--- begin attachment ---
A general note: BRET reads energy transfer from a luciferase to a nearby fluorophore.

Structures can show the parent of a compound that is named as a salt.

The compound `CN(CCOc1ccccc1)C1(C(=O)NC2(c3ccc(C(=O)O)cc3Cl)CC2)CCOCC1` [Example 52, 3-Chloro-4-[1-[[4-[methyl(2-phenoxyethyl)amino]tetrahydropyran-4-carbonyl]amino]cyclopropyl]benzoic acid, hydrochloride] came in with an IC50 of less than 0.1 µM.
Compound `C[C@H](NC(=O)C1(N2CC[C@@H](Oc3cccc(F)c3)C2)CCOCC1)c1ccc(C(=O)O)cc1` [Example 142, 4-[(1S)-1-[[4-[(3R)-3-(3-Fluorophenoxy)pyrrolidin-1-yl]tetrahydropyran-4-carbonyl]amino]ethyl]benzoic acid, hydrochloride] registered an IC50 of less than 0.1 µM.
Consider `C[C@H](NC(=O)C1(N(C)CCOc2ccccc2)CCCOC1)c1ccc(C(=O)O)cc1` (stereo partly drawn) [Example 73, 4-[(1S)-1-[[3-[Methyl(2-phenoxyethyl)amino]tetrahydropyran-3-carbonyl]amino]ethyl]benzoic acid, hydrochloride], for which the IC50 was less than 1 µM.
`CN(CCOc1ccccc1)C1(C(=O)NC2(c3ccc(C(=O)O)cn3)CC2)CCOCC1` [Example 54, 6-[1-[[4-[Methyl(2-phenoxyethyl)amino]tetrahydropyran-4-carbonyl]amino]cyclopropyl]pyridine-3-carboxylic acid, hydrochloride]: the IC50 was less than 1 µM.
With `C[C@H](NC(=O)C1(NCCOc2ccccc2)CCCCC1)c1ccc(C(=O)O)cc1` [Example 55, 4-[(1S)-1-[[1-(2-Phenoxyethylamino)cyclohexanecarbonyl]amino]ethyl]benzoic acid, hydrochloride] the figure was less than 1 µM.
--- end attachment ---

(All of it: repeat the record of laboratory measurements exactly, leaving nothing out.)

A general note: BRET reads energy transfer from a luciferase to a nearby fluorophore.

Structures can show the parent of a compound that is named as a salt.

The compound `CN(CCOc1ccccc1)C1(C(=O)NC2(c3ccc(C(=O)O)cc3Cl)CC2)CCOCC1` [Example 52, 3-Chloro-4-[1-[[4-[methyl(2-phenoxyethyl)amino]tetrahydropyran-4-carbonyl]amino]cyclopropyl]benzoic acid, hydrochloride] came in with an IC50 of less than 0.1 µM.
Compound `C[C@H](NC(=O)C1(N2CC[C@@H](Oc3cccc(F)c3)C2)CCOCC1)c1ccc(C(=O)O)cc1` [Example 142, 4-[(1S)-1-[[4-[(3R)-3-(3-Fluorophenoxy)pyrrolidin-1-yl]tetrahydropyran-4-carbonyl]amino]ethyl]benzoic acid, hydrochloride] registered an IC50 of less than 0.1 µM.
Consider `C[C@H](NC(=O)C1(N(C)CCOc2ccccc2)CCCOC1)c1ccc(C(=O)O)cc1` (stereo partly drawn) [Example 73, 4-[(1S)-1-[[3-[Methyl(2-phenoxyethyl)amino]tetrahydropyran-3-carbonyl]amino]ethyl]benzoic acid, hydrochloride], for which the IC50 was less than 1 µM.
`CN(CCOc1ccccc1)C1(C(=O)NC2(c3ccc(C(=O)O)cn3)CC2)CCOCC1` [Example 54, 6-[1-[[4-[Methyl(2-phenoxyethyl)amino]tetrahydropyran-4-carbonyl]amino]cyclopropyl]pyridine-3-carboxylic acid, hydrochloride]: the IC50 was less than 1 µM.
With `C[C@H](NC(=O)C1(NCCOc2ccccc2)CCCCC1)c1ccc(C(=O)O)cc1` [Example 55, 4-[(1S)-1-[[1-(2-Phenoxyethylamino)cyclohexanecarbonyl]amino]ethyl]benzoic acid, hydrochloride] the figure was less than 1 µM.